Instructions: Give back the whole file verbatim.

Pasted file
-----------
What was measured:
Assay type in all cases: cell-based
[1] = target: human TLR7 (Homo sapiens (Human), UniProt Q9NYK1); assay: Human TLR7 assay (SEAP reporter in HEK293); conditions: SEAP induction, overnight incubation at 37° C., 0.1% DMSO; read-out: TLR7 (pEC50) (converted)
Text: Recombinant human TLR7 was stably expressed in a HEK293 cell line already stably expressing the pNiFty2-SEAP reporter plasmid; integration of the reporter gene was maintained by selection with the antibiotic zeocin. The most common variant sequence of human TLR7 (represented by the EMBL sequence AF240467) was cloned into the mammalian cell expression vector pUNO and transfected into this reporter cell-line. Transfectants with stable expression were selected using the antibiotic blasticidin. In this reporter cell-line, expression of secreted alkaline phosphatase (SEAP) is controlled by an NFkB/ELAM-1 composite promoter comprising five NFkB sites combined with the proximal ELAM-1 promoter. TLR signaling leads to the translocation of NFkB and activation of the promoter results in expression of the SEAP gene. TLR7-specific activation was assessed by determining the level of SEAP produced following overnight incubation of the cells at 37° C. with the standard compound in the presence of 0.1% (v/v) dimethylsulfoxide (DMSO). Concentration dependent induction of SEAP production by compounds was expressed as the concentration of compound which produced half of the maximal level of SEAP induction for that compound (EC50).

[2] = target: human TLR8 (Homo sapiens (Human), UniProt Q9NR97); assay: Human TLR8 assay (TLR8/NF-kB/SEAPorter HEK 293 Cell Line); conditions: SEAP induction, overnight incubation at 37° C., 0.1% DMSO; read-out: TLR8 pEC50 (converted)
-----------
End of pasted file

What was measured:
Assay type in all cases: cell-based
[1] = target: human TLR7 (Homo sapiens (Human), UniProt Q9NYK1); assay: Human TLR7 assay (SEAP reporter in HEK293); conditions: SEAP induction, overnight incubation at 37° C., 0.1% DMSO; read-out: TLR7 (pEC50) (converted)
Text: Recombinant human TLR7 was stably expressed in a HEK293 cell line already stably expressing the pNiFty2-SEAP reporter plasmid; integration of the reporter gene was maintained by selection with the antibiotic zeocin. The most common variant sequence of human TLR7 (represented by the EMBL sequence AF240467) was cloned into the mammalian cell expression vector pUNO and transfected into this reporter cell-line. Transfectants with stable expression were selected using the antibiotic blasticidin. In this reporter cell-line, expression of secreted alkaline phosphatase (SEAP) is controlled by an NFkB/ELAM-1 composite promoter comprising five NFkB sites combined with the proximal ELAM-1 promoter. TLR signaling leads to the translocation of NFkB and activation of the promoter results in expression of the SEAP gene. TLR7-specific activation was assessed by determining the level of SEAP produced following overnight incubation of the cells at 37° C. with the standard compound in the presence of 0.1% (v/v) dimethylsulfoxide (DMSO). Concentration dependent induction of SEAP production by compounds was expressed as the concentration of compound which produced half of the maximal level of SEAP induction for that compound (EC50).

[2] = target: human TLR8 (Homo sapiens (Human), UniProt Q9NR97); assay: Human TLR8 assay (TLR8/NF-kB/SEAPorter HEK 293 Cell Line); conditions: SEAP induction, overnight incubation at 37° C., 0.1% DMSO; read-out: TLR8 pEC50 (converted)